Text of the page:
In geometry, the term semiregular polyhedron (or semiregular polytope) is used variously by different authors.
In its original definition, it is a polyhedron with regular polygonal faces, and a symmetry group which is transitive on its vertices; today, this is more commonly referred to as a uniform polyhedron (this follows from Thorold Gosset's 1900 definition of the more general semiregular polytope).^{[1]}^{[2]} These polyhedra include:
These semiregular solids can be fully specified by a vertex configuration: a listing of the faces by number of sides, in order as they occur around a vertex. For example: 3.5.3.5 represents the icosidodecahedron, which alternates two triangles and two pentagons around each vertex. In contrast: 3.3.3.5 is a pentagonal antiprism. These polyhedra are sometimes described as vertex-transitive.
Since Gosset, other authors have used the term semiregular in different ways in relation to higher dimensional polytopes. E. L. Elte^{[3]} provided a definition which Coxeter found too artificial. Coxeter himself dubbed Gosset's figures uniform, with only a quite restricted subset classified as semiregular.^{[4]}
Yet others have taken the opposite path, categorising more polyhedra as semiregular. These include:
A further source of confusion lies in the way that the Archimedean solids are defined, again with different interpretations appearing.
Gosset's definition of semiregular includes figures of higher symmetry: the regular and quasiregular polyhedra. Some later authors prefer to say that these are not semiregular, because they are more regular than that - the uniform polyhedra are then said to include the regular, quasiregular, and semiregular ones. This naming system works well, and reconciles many (but by no means all) of the confusions.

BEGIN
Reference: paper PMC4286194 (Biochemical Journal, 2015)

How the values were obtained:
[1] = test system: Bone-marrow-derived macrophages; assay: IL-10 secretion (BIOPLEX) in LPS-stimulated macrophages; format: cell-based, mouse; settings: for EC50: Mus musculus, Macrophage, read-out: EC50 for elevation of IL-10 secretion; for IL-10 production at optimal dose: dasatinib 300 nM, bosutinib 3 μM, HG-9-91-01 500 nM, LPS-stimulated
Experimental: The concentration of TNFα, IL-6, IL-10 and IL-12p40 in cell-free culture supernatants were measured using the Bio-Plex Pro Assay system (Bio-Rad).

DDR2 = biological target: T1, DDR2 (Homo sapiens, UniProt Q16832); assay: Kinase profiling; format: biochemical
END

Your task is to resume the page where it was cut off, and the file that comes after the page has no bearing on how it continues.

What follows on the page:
In practice even the most eminent authorities can get themselves confused, defining a given set of polyhedra as semiregular and/or Archimedean, and then assuming (or even stating) a different set in subsequent discussions. Assuming that one's stated definition applies only to convex polyhedra is probably the most common failing. Coxeter, Cromwell,^{[5]} and Cundy & Rollett^{[6]} are all guilty of such slips.
Trigonal trapezohedron (V(3.3)^{2}) |
Rhombic dodecahedron V(3.4)^{2} |
Rhombic triacontahedron V(3.5)^{2} |
Johannes Kepler coined the category semiregular in his book Harmonices Mundi (1619), including the 13 Archimedean solids, two infinite families (prisms and antiprisms on regular bases), and two edge-transitive Catalan solids, the rhombic dodecahedron and rhombic triacontahedron. He also considered a rhombus as a semiregular polygon (being equilateral and alternating two angles) as well as star polygons, now called isotoxal figures which he used in planar tilings. The trigonal trapezohedron, a topological cube with congruent rhombic faces, would also qualify as semiregular, though Kepler did not mention it specifically.
In many works semiregular polyhedron is used as a synonym for Archimedean solid.^{[7]} For example, Cundy & Rollett (1961).
We can distinguish between the facially-regular and vertex-transitive figures based on Gosset, and their vertically-regular (or versi-regular) and facially-transitive duals.
Coxeter et al. (1954) use the term semiregular polyhedra to classify uniform polyhedra with Wythoff symbol of the form p q | r, a definition encompassing only six of the Archimedean solids, as well as the regular prisms (but not the regular antiprisms) and numerous nonconvex solids. Later, Coxeter (1973) would quote Gosset's definition without comment, thus accepting it by implication.
Eric Weisstein, Robert Williams and others use the term to mean the convex uniform polyhedra excluding the five regular polyhedra – including the Archimedean solids, the uniform prisms, and the uniform antiprisms (overlapping with the cube as a prism and regular octahedron as an antiprism).^{[8]}^{[9]}
Peter Cromwell (1997) writes in a footnote to Page 149 that, "in current terminology, 'semiregular polyhedra' refers to the Archimedean and Catalan (Archimedean dual) solids". On Page 80 he describes the thirteen Archimedeans as semiregular, while on Pages 367 ff. he discusses the Catalans and their relationship to the 'semiregular' Archimedeans. By implication this treats the Catalans as not semiregular, thus effectively contradicting (or at least confusing) the definition he provided in the earlier footnote. He ignores nonconvex polyhedra.